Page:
Some old friends have returned to the former Searstown Shopping Center.
One of the large mosaic murals by artist John Garth that adorned the north entrance to Save A Lot – and for decades before that, a Publix store – has been released from a layer of acrylic paint to reveal its bucolic scene of people gathering, selling and buying fresh produce, dairy and meat.
“After 5 1/2 years of being covered in paint, it’s a beautiful sight to enjoy the colors and the intricacies of the old Searstown mosaic by John Garth come alive again,” said Gregory Fancelli, an historic preservationist and grandson of Publix founder George Jenkins.
It was Jenkins who hired Garth to install the original, hand-crafted artworks in 1964 after Jenkins saw some of Garth’s work in California.
“Only two Publix stores were decorated with the work of John Garth,” Fancelli pointed out. “Back in the early 1990s, my grandfather would take me on his store visits and pointed out these mosaics, of which he was extremely proud. I feel the Publix stores art work mark a specific time and era in Florida.”
Fancelli explained that the 1960s saw tremendous growth and expansion of Publix throughout Florida. As part of being a good neighbor and contributor to the community, Jenkins wanted to add a signature touch to his stores. But adorning each new store with a Garth mosaic would have been too expensive and time-consuming.
“For these main reasons the artwork on Publix stores was assigned to Pati Mills and her two sons, Duke and James, who created the painted tile murals for over two decades,” Fancelli said.
And that’s where Chuck Flagler comes into the picture. Flagler worked with Albert Moore, Michael Davis and Vann Bronson to gently pressure wash the paint off the mosaic during the last week. Fancelli said it is the same team that has salvaged Pati Mills murals from several stores since 2018.
“I am very grateful for their passion, dedication and hard work towards this project,” he said. “It is my hope that one day all the remaining murals may come home to a single location in Lakeland so they may be enjoyed by present and future generations.”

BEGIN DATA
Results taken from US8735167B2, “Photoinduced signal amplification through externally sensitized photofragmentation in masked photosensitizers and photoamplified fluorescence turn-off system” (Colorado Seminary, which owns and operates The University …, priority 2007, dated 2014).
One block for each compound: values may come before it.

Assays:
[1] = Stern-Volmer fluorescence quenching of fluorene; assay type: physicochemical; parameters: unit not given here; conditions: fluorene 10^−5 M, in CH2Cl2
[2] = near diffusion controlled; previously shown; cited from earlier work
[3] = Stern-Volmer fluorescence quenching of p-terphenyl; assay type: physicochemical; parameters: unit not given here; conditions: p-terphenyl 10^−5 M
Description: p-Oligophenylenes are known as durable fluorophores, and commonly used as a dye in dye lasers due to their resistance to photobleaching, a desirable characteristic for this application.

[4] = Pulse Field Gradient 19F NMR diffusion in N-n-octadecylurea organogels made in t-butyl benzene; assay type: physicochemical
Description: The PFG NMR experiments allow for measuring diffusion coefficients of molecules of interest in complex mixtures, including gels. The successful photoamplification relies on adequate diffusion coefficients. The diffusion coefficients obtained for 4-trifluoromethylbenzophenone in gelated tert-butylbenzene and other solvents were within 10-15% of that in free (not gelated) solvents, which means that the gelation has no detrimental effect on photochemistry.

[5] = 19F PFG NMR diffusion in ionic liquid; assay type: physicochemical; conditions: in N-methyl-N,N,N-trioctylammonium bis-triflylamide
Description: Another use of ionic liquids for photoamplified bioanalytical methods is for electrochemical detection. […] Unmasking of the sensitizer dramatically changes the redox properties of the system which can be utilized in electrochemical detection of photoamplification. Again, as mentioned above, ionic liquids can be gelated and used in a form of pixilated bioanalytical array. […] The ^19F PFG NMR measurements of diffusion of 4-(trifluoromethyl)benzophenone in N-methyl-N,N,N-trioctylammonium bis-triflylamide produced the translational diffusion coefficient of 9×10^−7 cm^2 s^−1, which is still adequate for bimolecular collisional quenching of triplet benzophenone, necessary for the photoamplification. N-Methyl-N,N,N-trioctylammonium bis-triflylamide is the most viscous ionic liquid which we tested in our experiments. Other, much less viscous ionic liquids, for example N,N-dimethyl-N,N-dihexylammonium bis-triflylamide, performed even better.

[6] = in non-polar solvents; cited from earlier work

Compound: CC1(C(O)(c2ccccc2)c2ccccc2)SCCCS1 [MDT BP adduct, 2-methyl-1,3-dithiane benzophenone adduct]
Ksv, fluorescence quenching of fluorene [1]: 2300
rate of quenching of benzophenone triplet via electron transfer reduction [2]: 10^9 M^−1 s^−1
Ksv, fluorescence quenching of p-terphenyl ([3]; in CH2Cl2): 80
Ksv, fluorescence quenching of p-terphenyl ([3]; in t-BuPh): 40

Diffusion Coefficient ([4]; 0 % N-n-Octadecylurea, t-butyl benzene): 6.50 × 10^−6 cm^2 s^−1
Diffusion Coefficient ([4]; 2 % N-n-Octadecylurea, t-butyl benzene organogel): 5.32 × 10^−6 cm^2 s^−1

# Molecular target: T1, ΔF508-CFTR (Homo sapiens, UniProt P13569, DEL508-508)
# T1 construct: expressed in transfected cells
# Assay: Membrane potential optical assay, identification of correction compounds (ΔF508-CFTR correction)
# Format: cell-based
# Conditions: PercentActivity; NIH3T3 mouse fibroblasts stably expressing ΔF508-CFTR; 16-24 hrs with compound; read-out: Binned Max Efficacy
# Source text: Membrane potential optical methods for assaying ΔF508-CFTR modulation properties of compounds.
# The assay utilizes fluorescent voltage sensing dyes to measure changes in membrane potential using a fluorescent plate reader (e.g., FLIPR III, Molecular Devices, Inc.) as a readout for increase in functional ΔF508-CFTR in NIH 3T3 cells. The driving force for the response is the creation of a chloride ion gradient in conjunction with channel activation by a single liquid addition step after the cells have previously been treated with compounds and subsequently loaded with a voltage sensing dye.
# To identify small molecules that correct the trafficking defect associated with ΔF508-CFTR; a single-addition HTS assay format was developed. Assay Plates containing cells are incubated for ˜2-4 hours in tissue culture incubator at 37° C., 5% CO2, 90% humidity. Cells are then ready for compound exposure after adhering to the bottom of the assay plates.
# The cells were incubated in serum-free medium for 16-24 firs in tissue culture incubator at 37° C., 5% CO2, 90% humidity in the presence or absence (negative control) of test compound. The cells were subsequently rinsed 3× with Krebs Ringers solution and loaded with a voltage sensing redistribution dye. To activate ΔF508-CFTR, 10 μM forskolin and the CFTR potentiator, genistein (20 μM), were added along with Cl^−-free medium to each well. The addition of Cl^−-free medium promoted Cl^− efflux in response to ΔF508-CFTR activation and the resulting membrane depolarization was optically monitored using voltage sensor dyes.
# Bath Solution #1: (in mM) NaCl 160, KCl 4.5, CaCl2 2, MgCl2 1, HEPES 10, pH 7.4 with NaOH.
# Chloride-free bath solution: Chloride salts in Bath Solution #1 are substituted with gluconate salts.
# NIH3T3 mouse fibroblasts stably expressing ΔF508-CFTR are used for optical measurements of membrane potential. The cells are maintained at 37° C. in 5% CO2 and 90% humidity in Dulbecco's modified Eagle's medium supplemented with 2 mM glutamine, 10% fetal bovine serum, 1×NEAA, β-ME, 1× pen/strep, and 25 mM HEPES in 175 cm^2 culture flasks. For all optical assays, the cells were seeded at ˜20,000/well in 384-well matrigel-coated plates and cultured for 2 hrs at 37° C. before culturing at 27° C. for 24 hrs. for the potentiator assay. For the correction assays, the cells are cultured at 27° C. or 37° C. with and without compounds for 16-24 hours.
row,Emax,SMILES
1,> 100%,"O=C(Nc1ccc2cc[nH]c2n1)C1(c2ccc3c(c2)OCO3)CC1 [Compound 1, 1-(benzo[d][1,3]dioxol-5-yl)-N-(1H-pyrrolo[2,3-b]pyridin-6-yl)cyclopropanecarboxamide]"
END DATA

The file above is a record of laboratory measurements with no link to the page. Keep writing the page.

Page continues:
Fancelli also funded a recreation of two other John Garth mosaics that once decorated a store in the Fort Lauderdale area, hiring artist Tom Pitzen for the project. Those were installed in 2018 on the front of the Polk County Tax Collector’s office on Massachusetts Avenue, which was once a Publix store.
The two original artworks at what was once called Searstown wound up under a layer of white paint in 2016, when the now-named Lakeland Town Center was sold and the new owner, National Properties Trust, decided to paint the entire plaza. Workers, apparently not knowing the value of the intricate artwork, painted over them just like the plain walls beside them.
Fancelli was distraught and negotiated with the company’s vice president, Dominic Coloutes of Clearwater, to restore and remove the mosaics, which contain thousands of pieces of square, glass tiles in different colors that create beautiful pictures, to a new location. They differed from Mills’ mosaics, which were hand painted onto tiles.
Another owner bought the plaza in 2021: Lakeland Town Center, LLLP. Its registered agent listed with the state is Guy Levintin. The new owner, who might have been unaware of what lay underneath a thin layer of paint, decided to spruce up the space occupied by the south mosaic by installing faux stone.
Levintin couldn’t be reached on Friday to see if he would cooperate in the ongoing project.
Retired Publix historian Jennifer Bush talked about the importance of the murals and their meaning to people in Lakeland who are old enough to remember when Searstown was THE place to shop. It included Sears and Publix, and also an S&H Green Stamp store, a barber shop and beauty parlor, along with Gandee’s Toy Store.
“The Searstown mosaic was a feast for the eyes,” Bush said. “What began as George Jenkins’ desire to beautify a building became much more — it became an icon of Lakeland. Seeing this piece of art history come to life again would be thrilling for those of us who remember its former glory as well as those yet to enjoy its beauty. So glad to see the work Gregory is doing for Lakeland’s history!”
Flagler said it was a learn-as-you-go process about how much pressure to use and whether or not it would work at all.
“We had a pretty good idea that it would work,” he said. “It just took time to get the right techniques down and then we were able to run with it.”
Flagler, who grew up in Lakeland and remembers the mosaics, is hoping to be able to restore the south mosaic, too.
“It’s one of the coolest things I’ve ever worked on,” Flagler said. “I see so much more detail because we’re uncovering it inch by inch.”
SEND CORRECTIONS, questions, feedback or news tips: firstname.lastname@example.org